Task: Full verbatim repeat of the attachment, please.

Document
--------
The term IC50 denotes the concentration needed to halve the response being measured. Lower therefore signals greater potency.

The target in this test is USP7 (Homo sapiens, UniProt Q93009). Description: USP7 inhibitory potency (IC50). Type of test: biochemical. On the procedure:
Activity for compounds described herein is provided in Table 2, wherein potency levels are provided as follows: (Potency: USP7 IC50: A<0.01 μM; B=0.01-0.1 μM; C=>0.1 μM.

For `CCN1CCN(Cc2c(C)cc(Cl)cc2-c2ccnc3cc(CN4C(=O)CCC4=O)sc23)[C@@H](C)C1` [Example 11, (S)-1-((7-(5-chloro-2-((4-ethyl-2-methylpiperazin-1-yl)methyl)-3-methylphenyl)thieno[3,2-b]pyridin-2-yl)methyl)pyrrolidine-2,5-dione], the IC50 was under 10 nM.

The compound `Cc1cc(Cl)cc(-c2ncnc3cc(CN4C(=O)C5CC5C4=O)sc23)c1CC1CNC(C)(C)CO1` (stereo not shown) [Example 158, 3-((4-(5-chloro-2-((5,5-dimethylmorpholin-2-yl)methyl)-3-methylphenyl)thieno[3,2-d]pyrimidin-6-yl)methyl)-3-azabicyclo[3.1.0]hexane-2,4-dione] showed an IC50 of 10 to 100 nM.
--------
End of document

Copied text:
The term IC50 denotes the concentration needed to halve the response being measured. Lower therefore signals greater potency.

The target in this test is USP7 (Homo sapiens, UniProt Q93009). Description: USP7 inhibitory potency (IC50). Type of test: biochemical. On the procedure:
Activity for compounds described herein is provided in Table 2, wherein potency levels are provided as follows: (Potency: USP7 IC50: A<0.01 μM; B=0.01-0.1 μM; C=>0.1 μM.

For `CCN1CCN(Cc2c(C)cc(Cl)cc2-c2ccnc3cc(CN4C(=O)CCC4=O)sc23)[C@@H](C)C1` [Example 11, (S)-1-((7-(5-chloro-2-((4-ethyl-2-methylpiperazin-1-yl)methyl)-3-methylphenyl)thieno[3,2-b]pyridin-2-yl)methyl)pyrrolidine-2,5-dione], the IC50 was under 10 nM.

The compound `Cc1cc(Cl)cc(-c2ncnc3cc(CN4C(=O)C5CC5C4=O)sc23)c1CC1CNC(C)(C)CO1` (stereo not shown) [Example 158, 3-((4-(5-chloro-2-((5,5-dimethylmorpholin-2-yl)methyl)-3-methylphenyl)thieno[3,2-d]pyrimidin-6-yl)methyl)-3-azabicyclo[3.1.0]hexane-2,4-dione] showed an IC50 of 10 to 100 nM.